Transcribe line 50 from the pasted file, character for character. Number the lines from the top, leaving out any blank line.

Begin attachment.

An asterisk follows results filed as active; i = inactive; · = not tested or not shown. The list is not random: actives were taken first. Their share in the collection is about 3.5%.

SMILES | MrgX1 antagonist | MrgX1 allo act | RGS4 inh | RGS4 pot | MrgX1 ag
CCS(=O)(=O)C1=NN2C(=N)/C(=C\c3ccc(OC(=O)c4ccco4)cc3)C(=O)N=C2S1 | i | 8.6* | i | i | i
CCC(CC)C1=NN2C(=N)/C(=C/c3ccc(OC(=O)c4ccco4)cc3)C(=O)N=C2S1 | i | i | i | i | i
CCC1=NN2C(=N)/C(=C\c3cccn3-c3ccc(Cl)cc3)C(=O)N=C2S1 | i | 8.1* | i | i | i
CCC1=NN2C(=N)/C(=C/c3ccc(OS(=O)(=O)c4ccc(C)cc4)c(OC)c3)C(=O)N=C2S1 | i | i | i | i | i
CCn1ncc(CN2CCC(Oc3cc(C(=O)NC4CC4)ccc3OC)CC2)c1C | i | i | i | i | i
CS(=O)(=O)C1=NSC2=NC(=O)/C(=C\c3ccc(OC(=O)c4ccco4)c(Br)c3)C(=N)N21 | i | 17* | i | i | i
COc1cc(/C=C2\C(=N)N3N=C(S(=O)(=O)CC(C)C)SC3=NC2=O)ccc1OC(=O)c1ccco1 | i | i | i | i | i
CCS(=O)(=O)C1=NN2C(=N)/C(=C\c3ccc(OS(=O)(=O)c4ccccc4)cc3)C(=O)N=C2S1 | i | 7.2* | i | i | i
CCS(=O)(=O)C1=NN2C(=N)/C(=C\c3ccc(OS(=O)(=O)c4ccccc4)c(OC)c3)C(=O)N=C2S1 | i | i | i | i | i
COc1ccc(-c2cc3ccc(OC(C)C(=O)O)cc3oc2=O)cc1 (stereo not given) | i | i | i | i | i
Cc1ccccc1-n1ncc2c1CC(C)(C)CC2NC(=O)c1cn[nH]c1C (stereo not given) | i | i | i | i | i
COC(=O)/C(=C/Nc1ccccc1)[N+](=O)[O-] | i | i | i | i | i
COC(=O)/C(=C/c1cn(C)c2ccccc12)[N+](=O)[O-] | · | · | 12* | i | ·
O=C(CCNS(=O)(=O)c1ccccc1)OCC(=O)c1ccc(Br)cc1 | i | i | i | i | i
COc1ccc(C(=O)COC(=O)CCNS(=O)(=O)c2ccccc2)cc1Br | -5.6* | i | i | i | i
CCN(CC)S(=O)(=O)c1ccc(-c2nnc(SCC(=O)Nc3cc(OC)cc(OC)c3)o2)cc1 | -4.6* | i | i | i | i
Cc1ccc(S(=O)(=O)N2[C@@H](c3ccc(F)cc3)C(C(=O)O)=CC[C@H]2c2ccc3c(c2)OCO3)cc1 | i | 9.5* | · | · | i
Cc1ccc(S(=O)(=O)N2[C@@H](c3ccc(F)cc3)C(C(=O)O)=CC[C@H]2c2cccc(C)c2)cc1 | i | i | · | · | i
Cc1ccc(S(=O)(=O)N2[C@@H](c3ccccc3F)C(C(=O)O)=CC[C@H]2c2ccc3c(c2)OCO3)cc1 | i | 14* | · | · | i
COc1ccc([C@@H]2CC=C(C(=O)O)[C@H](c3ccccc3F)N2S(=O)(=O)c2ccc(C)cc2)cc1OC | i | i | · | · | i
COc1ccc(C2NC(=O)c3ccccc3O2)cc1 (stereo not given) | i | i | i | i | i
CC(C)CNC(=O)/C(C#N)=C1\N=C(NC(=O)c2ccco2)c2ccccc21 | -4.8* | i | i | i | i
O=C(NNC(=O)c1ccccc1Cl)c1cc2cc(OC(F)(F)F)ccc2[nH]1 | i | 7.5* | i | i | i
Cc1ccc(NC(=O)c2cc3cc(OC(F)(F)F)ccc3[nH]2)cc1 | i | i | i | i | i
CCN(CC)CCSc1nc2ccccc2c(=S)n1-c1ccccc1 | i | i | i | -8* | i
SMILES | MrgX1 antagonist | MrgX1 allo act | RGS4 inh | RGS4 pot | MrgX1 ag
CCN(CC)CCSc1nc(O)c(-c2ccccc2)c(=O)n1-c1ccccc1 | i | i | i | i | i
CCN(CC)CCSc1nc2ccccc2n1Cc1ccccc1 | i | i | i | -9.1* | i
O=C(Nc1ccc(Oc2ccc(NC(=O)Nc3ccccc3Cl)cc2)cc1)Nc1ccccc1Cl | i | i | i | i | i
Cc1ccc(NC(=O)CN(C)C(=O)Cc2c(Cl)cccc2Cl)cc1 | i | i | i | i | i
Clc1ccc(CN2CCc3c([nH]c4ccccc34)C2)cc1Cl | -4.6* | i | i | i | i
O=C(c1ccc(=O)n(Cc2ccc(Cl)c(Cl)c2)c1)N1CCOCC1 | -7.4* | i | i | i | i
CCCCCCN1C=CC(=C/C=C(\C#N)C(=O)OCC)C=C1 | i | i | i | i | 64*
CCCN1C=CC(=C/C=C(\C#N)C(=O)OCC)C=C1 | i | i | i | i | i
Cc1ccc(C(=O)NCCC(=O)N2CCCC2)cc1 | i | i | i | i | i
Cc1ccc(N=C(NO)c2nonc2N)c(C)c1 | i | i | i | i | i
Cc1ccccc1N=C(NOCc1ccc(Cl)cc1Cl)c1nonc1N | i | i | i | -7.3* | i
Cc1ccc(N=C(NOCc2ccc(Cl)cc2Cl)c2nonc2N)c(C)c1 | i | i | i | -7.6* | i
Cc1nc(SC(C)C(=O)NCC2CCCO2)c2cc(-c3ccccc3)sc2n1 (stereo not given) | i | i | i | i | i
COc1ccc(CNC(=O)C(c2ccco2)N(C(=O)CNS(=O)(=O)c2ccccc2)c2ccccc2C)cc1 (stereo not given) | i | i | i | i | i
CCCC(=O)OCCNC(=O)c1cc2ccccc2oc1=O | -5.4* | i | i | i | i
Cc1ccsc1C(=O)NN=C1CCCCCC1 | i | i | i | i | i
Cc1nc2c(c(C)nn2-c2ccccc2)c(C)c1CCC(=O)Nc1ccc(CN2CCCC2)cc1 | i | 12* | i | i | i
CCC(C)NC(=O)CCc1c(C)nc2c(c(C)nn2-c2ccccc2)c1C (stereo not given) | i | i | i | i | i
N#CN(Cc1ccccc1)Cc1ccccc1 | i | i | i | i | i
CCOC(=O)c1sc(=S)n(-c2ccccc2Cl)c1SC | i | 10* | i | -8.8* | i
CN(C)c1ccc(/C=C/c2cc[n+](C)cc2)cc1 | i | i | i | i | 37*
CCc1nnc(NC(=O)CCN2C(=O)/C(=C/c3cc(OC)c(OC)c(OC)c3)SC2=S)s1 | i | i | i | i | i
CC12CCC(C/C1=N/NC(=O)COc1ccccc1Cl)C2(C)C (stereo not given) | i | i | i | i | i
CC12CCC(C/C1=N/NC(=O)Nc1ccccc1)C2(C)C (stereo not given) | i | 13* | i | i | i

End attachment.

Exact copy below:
CCc1nnc(NC(=O)CCN2C(=O)/C(=C/c3cc(OC)c(OC)c(OC)c3)SC2=S)s1 | i | i | i | i | i